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Definition: Managua from Philip's Encyclopedia

Capital of Nicaragua, on the S shore of Lake Managua, W central Nicaragua. It became the capital in 1855. Managua suffered damage from earthquakes in 1931 and 1962. It is the economic, industrial and commercial hub of Nicaragua. Industries: textiles, tobacco, cement. Pop. (2005) 1,159,000.

Summary Article: Managua
From The Hutchinson Unabridged Encyclopedia with Atlas and Weather Guide

Capital, largest city, and chief industrial and commercial centre of Nicaragua, and capital of Managua department, it is situated on the southern shore of Lake Managua, 45km/28 mi from the Pacific coast, on the Pan-American Highway, and 138 km/86 mi from the main port of Corinto; population (2002 est) 1,106,600. One-fifth of the nation's population is resident here. Managua produces around 60% of the nation's goods by value including tobacco, textiles, cement, cotton, drinks, soap, and processed foods. Surrounding lowlands are very fertile, supporting maize, beans, sugar cane, and banana plantations.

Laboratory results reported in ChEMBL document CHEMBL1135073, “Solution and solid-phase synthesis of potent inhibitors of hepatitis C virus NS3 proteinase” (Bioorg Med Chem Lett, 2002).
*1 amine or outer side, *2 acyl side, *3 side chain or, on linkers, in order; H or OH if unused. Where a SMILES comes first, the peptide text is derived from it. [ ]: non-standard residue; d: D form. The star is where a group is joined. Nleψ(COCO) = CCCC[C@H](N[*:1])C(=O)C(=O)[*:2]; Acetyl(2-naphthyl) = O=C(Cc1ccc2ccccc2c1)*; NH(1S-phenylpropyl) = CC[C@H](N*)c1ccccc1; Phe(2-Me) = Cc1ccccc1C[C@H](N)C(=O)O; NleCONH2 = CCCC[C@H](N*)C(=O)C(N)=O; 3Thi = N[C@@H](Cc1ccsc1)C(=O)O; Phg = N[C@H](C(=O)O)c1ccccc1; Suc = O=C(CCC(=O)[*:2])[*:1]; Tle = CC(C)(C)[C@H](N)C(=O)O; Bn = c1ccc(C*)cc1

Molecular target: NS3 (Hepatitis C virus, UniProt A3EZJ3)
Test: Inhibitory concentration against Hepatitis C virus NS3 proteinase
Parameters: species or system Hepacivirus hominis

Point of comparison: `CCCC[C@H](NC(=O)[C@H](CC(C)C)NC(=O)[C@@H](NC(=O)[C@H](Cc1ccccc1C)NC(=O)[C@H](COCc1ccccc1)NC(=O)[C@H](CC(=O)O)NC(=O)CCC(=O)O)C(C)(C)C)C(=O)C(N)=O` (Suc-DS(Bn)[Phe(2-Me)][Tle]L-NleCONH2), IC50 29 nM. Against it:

Founded as the capital in 1858, it was destroyed by an earthquake in 1931, and again in 1972; it was also badly damaged during the civil war of 1978–79. The major earthquake of 1972 (6.2 on the Richter scale) killed 5,000 people. Near the lakeshore are the preserved Huellas de Acahualinca, prehistoric animal and human footprints.

The city is the home of the Central American University (1961) and the Polytechnic University of Nicaragua (1968), as well as of schools of business management and medicine.

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